Right now, the start-up community is facing upheaval. Although shelter-in-place rules tend to affect some companies more than others and hopefully will be limited to the short-term, all of us will be in uncharted territory for the rest of the year, as we navigate chaotic capital markets and a possible recession.
That is why every startup CEO is building a contingency plan right now, creatively considering how to extend runway as we wait to see how the next few weeks and months will unfold. For many, this will mean short-term layoffs.
This post explains why you should embrace layoffs as a difficult but necessary step, how you should implement a layoff, and what you can do to rebuild morale down the road.
Yes, Layoffs Hurt and No, Don’t Delay
The first time I had to plan a layoff was for my first job out of business school at a speech recognition company. We were building a voice assistant product like Siri or Alexa, but in hindsight, we were too early. Our product was cool but not truly useful.
When the product failed to sell, we were in trouble. We only had cash for another few months. Every night I would wake up at 3am, agonizing that the people who had trusted me enough to come join the company might lose their jobs.
I tried everything and called anyone, looking for revenue. We dreamed up a major pivot, but it was too late.
Finally the day came, and we laid off the team. To my surprise, many took it stoically, perhaps sadly or sympathetically, but very few were crying or mad. All had chosen to work at a startup. They understood that technology was risky and they had seen the writing on the wall from our poor sales numbers.
Also to my surprise, after they left, many of the affected people flourished! A few programmers had a new job the same week, and even the last person had a new job within two months. The layoff also impacted me, and for me, being laid off let me start E Ink, a far more valuable company.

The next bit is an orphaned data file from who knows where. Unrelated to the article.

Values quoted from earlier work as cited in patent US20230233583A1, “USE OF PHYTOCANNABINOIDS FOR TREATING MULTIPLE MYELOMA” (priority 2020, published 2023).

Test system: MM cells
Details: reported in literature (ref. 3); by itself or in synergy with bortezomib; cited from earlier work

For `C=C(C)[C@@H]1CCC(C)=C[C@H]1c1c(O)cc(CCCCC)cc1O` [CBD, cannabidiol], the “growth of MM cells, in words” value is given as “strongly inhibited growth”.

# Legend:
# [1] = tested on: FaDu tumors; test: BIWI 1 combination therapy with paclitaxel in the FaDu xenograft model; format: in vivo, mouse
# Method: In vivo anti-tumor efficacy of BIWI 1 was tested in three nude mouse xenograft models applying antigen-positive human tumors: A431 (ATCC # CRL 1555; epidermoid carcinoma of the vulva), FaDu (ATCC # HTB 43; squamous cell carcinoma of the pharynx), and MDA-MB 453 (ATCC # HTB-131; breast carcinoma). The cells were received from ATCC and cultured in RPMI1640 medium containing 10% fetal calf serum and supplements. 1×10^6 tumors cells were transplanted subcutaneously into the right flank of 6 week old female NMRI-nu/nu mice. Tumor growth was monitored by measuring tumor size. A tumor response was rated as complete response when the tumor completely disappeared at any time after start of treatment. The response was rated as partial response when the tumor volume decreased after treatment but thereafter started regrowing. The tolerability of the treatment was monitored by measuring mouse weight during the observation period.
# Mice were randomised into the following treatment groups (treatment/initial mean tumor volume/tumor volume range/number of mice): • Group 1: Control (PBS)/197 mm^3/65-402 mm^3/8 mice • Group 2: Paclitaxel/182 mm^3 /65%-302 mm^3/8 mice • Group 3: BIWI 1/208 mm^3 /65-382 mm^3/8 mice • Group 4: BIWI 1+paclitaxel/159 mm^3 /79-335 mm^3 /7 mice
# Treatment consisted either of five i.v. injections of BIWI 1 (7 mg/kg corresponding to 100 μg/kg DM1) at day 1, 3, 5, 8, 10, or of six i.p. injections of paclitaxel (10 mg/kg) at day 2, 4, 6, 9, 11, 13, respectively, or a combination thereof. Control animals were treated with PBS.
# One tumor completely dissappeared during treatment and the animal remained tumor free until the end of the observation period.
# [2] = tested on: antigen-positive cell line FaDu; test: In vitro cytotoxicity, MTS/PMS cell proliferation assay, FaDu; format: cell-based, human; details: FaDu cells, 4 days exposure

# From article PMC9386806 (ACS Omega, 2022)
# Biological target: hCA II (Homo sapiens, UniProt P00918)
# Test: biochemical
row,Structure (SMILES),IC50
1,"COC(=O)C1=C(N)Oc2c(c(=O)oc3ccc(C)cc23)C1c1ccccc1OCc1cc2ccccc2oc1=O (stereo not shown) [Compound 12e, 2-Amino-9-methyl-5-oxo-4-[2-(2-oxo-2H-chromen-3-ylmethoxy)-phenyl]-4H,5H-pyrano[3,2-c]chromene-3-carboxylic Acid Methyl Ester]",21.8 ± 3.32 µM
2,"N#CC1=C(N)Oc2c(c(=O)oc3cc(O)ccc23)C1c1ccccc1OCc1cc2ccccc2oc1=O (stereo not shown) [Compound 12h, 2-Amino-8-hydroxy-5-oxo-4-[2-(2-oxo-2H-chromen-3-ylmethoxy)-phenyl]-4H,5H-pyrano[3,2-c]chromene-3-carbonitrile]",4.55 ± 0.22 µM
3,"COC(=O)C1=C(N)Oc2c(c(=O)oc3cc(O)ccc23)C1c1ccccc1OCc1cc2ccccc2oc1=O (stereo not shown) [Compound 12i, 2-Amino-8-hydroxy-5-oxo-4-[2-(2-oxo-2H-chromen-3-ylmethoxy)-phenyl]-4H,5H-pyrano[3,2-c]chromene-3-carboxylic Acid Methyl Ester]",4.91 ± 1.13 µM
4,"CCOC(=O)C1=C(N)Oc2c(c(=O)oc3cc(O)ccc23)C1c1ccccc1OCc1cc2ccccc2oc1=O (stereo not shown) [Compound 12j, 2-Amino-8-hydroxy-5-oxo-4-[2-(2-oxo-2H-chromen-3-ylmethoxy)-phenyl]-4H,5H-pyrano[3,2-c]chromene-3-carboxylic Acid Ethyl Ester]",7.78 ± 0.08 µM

I have since reflected that it was because of a layoff that the careers of these people advanced faster. If our speech company had somehow raised more capital to continue its old strategy, they still would have beavered away at a mediocre concept only that much longer.
Ignore the Past and Don’t Waste Time on Blame
It is easy to find yourself avoiding layoffs out of shame or guilt. Nobody likes to admit failure. You might fear that a layoff marks you as a poor CEO, when in fact a prompt layoff may be just the opposite: a sign of professional competence.
The company’s current crisis may be caused by your past business decisions, or they may be caused by today’s unprecedented global health emergency. It really does not matter how you got here. You cannot waste time worrying about the past, because now your job is to make the best decisions for the future, and time is of the essence.
As soon as the crisis becomes clear and you realize you do not have enough cash left to assure the next financing under your current plan, you must act swiftly to make a strategic change and revise the plan. The sooner you act, the more cash you have left. More cash means you have more options remaining.
Accepting difficult truths and adapting to reality is a core skill for every CEO. Don’t delay the inevitable – be a decisive leader.
Layoffs are the Last Step of a Strategic Change
A layoff should be the logical result of adopting a new strategy (at a lower burn rate), and it’s important that you clearly communicate this change of plan to your team. Make sure they understand why it is achievable and will lead to success.
How can you and your team change strategy and still win at a lower burn rate?
First, keep the customer’s voice in your head. Narrow your goals to deliver a smaller product that still delivers high value, or find a way to grow slower with less cash burned and a lower cost of customer acquisition. Model how that would change the company’s budget. Then share your plan with your Board and your team, trusted advisors, perhaps a few key customers, and slowly expand the circle, gather feedback from many perspectives to make sure that the new plan is solid.
At a bigger company, we sometimes see a CEO arbitrarily decree all departments need to cut the same percentage of heads. That CEO is not being thoughtful about the best changes needed to propel the business forward, and is clearly unsure what it takes to win. A CEO who has actually improved the strategy and reordered priorities will instead eliminate the majority of one group, perhaps even adding heads to another department, thus giving the new plan its best chance of success.